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Who invited the librarian? Studio critiques as a site of information literacy education

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dc.contributor.author Garcia, Larissa K, 1976-- en_US
dc.date.accessioned 2017-11-03T17:19:39Z
dc.date.available 2017-11-03T17:19:39Z
dc.date.issued 2017-04
dc.identifier.citation Garcia, L., & Peterson, A. (2017). Who invited the librarian? Studio critiques as a site of information literacy education. Art Libraries Journal, 42(2), 73-79. doi:10.1017/alj.2017.6 en_US
dc.identifier.uri http://commons.lib.niu.edu/handle/10843/17798
dc.description.abstract The ACRL Framework for information literacy for higher education, the guiding document for academic instruction librarians in North America, encourages a deep connection between information literacy and discipline-specific teaching practices. In the context of art librarianship, one means of attaining this connection is via librarian participation in studio critiques. Critiques enable librarians to identify the similarities between the research process and the creative process, making information literacy relevant for art students. In two different institutional examples, the ACRL Framework provides a conceptual grounding for studio critiques as a collaborative space between librarians and faculty, where students learn lifelong information literacy and critical thinking skills that enrich their artistic work. en_US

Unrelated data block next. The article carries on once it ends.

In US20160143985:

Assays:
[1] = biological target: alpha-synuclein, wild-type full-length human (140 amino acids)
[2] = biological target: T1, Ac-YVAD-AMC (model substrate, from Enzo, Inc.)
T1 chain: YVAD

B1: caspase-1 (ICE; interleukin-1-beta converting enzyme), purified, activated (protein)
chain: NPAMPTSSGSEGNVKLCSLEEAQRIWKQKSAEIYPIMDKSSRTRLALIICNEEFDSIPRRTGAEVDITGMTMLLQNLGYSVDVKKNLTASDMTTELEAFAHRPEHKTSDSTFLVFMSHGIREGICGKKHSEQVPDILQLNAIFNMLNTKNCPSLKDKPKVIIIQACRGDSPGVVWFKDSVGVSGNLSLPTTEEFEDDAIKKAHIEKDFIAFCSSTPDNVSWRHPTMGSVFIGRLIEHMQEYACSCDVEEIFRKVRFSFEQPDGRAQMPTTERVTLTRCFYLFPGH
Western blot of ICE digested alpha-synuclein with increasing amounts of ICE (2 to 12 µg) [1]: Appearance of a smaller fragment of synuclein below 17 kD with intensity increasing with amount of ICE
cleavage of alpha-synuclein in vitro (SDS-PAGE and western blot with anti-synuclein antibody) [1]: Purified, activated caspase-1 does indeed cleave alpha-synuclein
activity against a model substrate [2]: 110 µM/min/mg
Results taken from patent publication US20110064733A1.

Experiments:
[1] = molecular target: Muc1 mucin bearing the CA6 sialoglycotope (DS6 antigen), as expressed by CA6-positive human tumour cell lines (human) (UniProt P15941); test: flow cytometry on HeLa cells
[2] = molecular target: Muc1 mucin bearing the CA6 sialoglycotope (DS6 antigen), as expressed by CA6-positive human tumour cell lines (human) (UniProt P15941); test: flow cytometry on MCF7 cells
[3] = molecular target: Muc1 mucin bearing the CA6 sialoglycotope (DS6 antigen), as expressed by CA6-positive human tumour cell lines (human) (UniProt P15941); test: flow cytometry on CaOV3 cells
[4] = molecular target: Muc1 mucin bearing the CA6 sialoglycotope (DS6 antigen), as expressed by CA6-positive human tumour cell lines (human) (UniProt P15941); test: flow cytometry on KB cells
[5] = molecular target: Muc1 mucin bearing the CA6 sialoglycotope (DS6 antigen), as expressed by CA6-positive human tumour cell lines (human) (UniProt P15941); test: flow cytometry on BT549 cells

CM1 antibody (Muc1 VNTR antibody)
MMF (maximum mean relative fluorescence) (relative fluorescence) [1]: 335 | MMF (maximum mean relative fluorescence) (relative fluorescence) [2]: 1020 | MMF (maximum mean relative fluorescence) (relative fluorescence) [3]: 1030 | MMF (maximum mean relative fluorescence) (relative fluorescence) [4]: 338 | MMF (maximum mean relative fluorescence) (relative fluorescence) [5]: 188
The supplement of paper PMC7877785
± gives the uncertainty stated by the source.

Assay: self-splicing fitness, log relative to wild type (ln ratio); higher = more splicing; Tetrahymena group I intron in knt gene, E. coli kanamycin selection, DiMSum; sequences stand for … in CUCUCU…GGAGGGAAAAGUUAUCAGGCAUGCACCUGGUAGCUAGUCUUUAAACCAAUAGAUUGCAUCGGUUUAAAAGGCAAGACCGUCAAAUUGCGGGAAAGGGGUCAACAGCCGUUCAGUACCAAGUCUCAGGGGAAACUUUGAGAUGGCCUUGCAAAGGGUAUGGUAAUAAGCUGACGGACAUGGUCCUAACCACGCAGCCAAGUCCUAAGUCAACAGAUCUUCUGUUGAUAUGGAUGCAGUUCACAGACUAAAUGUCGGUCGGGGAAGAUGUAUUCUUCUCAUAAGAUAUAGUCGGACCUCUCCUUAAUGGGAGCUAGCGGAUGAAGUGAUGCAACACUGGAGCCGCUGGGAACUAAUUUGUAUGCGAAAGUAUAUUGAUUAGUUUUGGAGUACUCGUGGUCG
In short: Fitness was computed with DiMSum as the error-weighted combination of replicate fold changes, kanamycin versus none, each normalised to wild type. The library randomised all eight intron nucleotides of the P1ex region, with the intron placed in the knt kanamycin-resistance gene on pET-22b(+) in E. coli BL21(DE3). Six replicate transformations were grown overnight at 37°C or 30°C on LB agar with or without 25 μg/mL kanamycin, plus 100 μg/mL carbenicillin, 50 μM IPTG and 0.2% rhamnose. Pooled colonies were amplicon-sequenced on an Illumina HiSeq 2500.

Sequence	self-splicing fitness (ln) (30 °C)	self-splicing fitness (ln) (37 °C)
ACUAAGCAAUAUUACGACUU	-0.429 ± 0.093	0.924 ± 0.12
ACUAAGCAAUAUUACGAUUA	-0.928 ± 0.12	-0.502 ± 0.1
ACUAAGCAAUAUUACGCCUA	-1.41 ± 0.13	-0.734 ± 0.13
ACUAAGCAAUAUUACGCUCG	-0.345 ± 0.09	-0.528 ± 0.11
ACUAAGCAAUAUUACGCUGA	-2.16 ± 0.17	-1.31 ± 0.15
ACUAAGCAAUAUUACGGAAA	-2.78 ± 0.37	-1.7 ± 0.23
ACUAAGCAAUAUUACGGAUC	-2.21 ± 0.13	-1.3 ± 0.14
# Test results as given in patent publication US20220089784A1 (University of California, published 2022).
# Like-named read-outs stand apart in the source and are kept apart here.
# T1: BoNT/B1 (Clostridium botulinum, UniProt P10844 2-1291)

dc.language.iso en en_US
dc.publisher Cambridge University Press en_US
dc.subject information literacy en_US
dc.subject library instruction en_US
dc.subject art education en_US
dc.subject studio art en_US
dc.title Who invited the librarian? Studio critiques as a site of information literacy education en_US
dc.type.genre Article en_US
dc.contributor.department Other en_US


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